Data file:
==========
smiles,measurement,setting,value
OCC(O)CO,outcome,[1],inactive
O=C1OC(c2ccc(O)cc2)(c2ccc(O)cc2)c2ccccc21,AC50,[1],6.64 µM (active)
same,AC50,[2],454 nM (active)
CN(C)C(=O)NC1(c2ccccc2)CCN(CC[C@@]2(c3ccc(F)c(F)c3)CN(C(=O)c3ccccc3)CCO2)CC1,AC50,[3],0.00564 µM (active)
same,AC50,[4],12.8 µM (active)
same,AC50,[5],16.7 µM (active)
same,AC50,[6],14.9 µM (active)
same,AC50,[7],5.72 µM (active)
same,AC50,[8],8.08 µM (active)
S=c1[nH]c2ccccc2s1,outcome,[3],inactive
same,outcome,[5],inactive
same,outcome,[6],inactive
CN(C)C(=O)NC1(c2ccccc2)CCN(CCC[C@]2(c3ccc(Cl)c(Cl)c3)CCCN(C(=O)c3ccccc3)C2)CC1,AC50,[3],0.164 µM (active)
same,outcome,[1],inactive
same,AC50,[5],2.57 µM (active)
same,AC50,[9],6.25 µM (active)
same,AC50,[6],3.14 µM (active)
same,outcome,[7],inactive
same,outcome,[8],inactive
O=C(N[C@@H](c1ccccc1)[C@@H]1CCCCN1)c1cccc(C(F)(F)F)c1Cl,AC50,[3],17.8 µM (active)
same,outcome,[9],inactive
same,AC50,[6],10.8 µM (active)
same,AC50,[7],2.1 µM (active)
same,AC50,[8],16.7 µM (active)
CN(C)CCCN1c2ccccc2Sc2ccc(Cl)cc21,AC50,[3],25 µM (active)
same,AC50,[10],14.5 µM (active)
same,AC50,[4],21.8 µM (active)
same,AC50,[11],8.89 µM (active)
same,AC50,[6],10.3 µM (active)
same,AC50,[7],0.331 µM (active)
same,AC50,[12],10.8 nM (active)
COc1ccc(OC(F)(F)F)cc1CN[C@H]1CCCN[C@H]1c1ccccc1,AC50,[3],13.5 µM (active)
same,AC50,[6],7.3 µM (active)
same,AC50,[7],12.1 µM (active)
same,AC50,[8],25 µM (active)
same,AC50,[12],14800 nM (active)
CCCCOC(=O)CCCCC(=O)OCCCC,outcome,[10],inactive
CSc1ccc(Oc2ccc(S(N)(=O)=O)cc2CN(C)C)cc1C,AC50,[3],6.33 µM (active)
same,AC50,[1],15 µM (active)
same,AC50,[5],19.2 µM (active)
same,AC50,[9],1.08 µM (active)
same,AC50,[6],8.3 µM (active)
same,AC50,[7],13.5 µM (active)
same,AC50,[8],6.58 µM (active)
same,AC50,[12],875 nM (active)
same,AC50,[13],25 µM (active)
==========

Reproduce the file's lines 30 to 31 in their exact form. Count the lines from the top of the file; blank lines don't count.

same,AC50,[6],10.3 µM (active)
same,AC50,[7],0.331 µM (active)